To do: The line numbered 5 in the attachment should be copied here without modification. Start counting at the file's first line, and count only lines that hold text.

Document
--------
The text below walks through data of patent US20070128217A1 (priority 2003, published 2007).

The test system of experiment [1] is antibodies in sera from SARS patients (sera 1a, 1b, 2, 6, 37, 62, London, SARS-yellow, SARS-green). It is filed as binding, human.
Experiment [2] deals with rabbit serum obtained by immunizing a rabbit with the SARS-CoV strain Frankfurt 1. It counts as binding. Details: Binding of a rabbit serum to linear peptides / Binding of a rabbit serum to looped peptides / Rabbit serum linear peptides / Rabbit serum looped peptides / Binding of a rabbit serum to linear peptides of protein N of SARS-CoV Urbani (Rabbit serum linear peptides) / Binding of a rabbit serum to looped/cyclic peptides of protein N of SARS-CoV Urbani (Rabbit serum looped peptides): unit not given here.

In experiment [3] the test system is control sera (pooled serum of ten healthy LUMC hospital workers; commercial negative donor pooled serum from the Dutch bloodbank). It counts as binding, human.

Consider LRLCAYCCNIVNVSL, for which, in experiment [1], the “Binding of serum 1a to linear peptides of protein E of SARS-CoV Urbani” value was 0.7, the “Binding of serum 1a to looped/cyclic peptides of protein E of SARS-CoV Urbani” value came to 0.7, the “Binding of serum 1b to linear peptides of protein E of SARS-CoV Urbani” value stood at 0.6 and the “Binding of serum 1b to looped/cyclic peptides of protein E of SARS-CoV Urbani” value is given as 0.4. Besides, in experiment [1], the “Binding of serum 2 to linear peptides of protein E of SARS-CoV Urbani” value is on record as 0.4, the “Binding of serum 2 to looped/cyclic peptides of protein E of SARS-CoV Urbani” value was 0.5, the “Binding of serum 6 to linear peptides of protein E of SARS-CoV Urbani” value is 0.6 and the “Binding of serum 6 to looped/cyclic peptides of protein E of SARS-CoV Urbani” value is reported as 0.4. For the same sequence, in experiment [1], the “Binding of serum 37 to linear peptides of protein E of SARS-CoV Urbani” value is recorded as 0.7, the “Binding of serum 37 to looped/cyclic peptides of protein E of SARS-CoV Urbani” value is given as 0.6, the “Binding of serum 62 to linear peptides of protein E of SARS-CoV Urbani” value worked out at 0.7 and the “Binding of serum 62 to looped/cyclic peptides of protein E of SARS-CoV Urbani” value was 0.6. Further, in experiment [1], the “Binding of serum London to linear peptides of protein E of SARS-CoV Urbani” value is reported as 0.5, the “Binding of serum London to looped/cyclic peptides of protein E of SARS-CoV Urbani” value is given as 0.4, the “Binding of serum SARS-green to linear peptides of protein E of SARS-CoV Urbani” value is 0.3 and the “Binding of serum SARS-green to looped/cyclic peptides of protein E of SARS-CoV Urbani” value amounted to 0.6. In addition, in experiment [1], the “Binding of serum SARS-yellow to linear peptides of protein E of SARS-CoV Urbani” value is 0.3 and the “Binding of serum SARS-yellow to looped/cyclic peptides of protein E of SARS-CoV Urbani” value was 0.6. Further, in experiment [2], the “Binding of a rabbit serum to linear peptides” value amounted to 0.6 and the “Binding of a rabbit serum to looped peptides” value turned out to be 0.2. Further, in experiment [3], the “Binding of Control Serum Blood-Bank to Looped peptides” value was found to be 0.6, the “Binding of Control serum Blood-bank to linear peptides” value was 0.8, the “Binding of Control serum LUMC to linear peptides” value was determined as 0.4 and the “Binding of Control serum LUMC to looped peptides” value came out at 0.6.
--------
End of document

Consider LRLCAYCCNIVNVSL, for which, in experiment [1], the “Binding of serum 1a to linear peptides of protein E of SARS-CoV Urbani” value was 0.7, the “Binding of serum 1a to looped/cyclic peptides of protein E of SARS-CoV Urbani” value came to 0.7, the “Binding of serum 1b to linear peptides of protein E of SARS-CoV Urbani” value stood at 0.6 and the “Binding of serum 1b to looped/cyclic peptides of protein E of SARS-CoV Urbani” value is given as 0.4. Besides, in experiment [1], the “Binding of serum 2 to linear peptides of protein E of SARS-CoV Urbani” value is on record as 0.4, the “Binding of serum 2 to looped/cyclic peptides of protein E of SARS-CoV Urbani” value was 0.5, the “Binding of serum 6 to linear peptides of protein E of SARS-CoV Urbani” value is 0.6 and the “Binding of serum 6 to looped/cyclic peptides of protein E of SARS-CoV Urbani” value is reported as 0.4. For the same sequence, in experiment [1], the “Binding of serum 37 to linear peptides of protein E of SARS-CoV Urbani” value is recorded as 0.7, the “Binding of serum 37 to looped/cyclic peptides of protein E of SARS-CoV Urbani” value is given as 0.6, the “Binding of serum 62 to linear peptides of protein E of SARS-CoV Urbani” value worked out at 0.7 and the “Binding of serum 62 to looped/cyclic peptides of protein E of SARS-CoV Urbani” value was 0.6. Further, in experiment [1], the “Binding of serum London to linear peptides of protein E of SARS-CoV Urbani” value is reported as 0.5, the “Binding of serum London to looped/cyclic peptides of protein E of SARS-CoV Urbani” value is given as 0.4, the “Binding of serum SARS-green to linear peptides of protein E of SARS-CoV Urbani” value is 0.3 and the “Binding of serum SARS-green to looped/cyclic peptides of protein E of SARS-CoV Urbani” value amounted to 0.6. In addition, in experiment [1], the “Binding of serum SARS-yellow to linear peptides of protein E of SARS-CoV Urbani” value is 0.3 and the “Binding of serum SARS-yellow to looped/cyclic peptides of protein E of SARS-CoV Urbani” value was 0.6. Further, in experiment [2], the “Binding of a rabbit serum to linear peptides” value amounted to 0.6 and the “Binding of a rabbit serum to looped peptides” value turned out to be 0.2. Further, in experiment [3], the “Binding of Control Serum Blood-Bank to Looped peptides” value was found to be 0.6, the “Binding of Control serum Blood-bank to linear peptides” value was 0.8, the “Binding of Control serum LUMC to linear peptides” value was determined as 0.4 and the “Binding of Control serum LUMC to looped peptides” value came out at 0.6.